What is apriori algorithm?

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The Apriori algorithm is a popular data mining technique used for discovering frequent itemsets in a dataset. It is widely used in market basket analysis, where the goal is to identify associations between items that are frequently purchased together. By finding these associations, businesses can gain valuable insights into customer behavior and make informed decisions regarding product placement, promotions, and cross-selling strategies.

Understanding the Apriori Algorithm

The Apriori algorithm follows a simple principle: if an itemset is frequent, then all of its subsets must also be frequent. This principle is known as the “Apriori property.” The algorithm iteratively generates candidate itemsets of increasing length and checks their support, which is the frequency of occurrence in the dataset. The support of an itemset is compared against a user-defined minimum support threshold to determine its frequency.

The algorithm starts with single items and gradually builds larger itemsets by combining frequent itemsets from the previous iteration. It prunes the search space by using the Apriori property to eliminate itemsets that cannot be frequent based on the support of their subsets. This pruning process significantly reduces the computational complexity of the algorithm.

Algorithm Steps

The Apriori algorithm can be summarized in the following steps:

Step 1: Generating frequent 1-itemsets
The algorithm scans the dataset to count the occurrences of each item. Items that meet the minimum support threshold are considered frequent 1-itemsets.

Step 2: Generating frequent k-itemsets
Using the frequent (k-1)-itemsets from the previous iteration, the algorithm generates candidate k-itemsets by joining the frequent itemsets. It then scans the dataset to count the occurrences of these candidate itemsets. Again, only the itemsets that meet the minimum support threshold are considered frequent k-itemsets.

Step 3: Repeat until no more frequent itemsets are found
The algorithm continues generating candidate itemsets and counting their support until no more frequent itemsets can be found. Each iteration increases the length of the itemsets until the maximum length is reached or no more frequent itemsets can be generated.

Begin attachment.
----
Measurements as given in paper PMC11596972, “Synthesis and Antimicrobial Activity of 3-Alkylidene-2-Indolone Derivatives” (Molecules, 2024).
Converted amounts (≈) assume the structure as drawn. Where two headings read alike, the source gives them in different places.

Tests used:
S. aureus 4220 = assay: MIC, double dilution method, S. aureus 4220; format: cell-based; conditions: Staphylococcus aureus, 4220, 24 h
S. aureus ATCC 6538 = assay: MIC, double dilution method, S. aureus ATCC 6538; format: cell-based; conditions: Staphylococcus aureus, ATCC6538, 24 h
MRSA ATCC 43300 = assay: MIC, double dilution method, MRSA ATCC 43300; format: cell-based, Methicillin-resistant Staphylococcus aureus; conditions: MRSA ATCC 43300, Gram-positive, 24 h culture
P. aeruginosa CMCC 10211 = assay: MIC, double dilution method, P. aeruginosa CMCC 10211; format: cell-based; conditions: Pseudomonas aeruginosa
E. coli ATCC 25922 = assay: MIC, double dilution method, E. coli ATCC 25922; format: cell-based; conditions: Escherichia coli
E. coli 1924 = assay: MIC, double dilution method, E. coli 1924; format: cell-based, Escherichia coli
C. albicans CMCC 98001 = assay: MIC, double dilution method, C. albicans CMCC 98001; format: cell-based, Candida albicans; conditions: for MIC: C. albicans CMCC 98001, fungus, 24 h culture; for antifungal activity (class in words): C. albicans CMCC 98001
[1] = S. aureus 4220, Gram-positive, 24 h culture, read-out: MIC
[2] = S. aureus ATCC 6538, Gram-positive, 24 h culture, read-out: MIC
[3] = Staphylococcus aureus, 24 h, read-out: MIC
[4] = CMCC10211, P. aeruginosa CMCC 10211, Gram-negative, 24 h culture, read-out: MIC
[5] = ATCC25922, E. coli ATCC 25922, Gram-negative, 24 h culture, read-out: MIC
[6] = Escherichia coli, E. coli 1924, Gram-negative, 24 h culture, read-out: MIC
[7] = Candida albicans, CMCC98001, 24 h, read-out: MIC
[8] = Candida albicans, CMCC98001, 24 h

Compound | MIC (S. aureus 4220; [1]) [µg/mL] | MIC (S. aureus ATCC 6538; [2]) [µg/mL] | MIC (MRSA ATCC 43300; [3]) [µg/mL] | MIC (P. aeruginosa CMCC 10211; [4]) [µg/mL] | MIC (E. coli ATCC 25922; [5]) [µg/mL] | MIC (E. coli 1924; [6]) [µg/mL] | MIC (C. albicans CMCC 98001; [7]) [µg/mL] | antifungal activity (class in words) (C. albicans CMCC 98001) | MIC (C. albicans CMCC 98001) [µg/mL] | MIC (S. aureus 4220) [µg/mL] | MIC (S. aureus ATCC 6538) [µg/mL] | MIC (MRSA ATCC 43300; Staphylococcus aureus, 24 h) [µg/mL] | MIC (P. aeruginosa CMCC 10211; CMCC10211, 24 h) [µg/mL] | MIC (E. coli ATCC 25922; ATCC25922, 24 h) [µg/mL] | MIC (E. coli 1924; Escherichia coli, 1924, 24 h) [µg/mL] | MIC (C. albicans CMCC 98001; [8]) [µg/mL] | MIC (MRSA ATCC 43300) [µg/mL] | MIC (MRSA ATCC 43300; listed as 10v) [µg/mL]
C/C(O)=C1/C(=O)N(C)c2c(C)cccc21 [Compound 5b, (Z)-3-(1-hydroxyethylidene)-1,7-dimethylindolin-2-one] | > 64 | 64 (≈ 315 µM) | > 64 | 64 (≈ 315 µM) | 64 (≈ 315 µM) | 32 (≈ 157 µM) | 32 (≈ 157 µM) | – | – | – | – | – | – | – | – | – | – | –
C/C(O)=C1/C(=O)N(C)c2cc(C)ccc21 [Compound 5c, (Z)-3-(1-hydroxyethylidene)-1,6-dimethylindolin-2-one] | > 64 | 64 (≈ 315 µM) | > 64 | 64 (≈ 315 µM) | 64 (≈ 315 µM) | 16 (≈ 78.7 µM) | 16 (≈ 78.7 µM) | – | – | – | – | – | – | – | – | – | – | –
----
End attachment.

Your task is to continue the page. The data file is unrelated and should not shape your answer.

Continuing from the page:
Advantages and Limitations

The Apriori algorithm has several advantages that contribute to its popularity in data mining:

1. Simplicity: The algorithm is relatively easy to understand and implement, making it accessible to both researchers and practitioners.

2. Scalability: The Apriori algorithm can handle large datasets efficiently by pruning the search space and reducing the number of candidate itemsets.

3. Flexibility: The algorithm allows users to define the minimum support threshold, enabling them to control the level of granularity in identifying frequent itemsets.

However, the Apriori algorithm also has some limitations:

1. High memory usage: As the algorithm needs to store candidate itemsets and their support counts, it can consume a significant amount of memory, especially for datasets with a large number of unique items.

2. Computationally intensive: The algorithm requires multiple passes over the dataset and generates a large number of candidate itemsets, leading to high computational complexity.

3. Dependency on minimum support threshold: The quality of the discovered itemsets heavily relies on the selection of the minimum support threshold. Setting it too low may result in a large number of frequent itemsets, making it difficult to extract meaningful insights. Conversely, setting it too high may lead to the omission of potentially valuable associations.


The Apriori algorithm is a powerful technique for discovering frequent itemsets in a dataset. By leveraging the Apriori property, it efficiently identifies associations between items and provides valuable insights into customer behavior. While the algorithm has its limitations, its simplicity, scalability, and flexibility make it a popular choice for market basket analysis and other data mining tasks.


– Agrawal, R., Imielinski, T., & Swami, A. (1993). Mining association rules between sets of items in large databases. ACM SIGMOD Record, 22(2), 207-216.
– Han, J., Pei, J., & Yin, Y. (2000). Mining frequent patterns without candidate generation. ACM SIGMOD Record, 29(2), 1-12.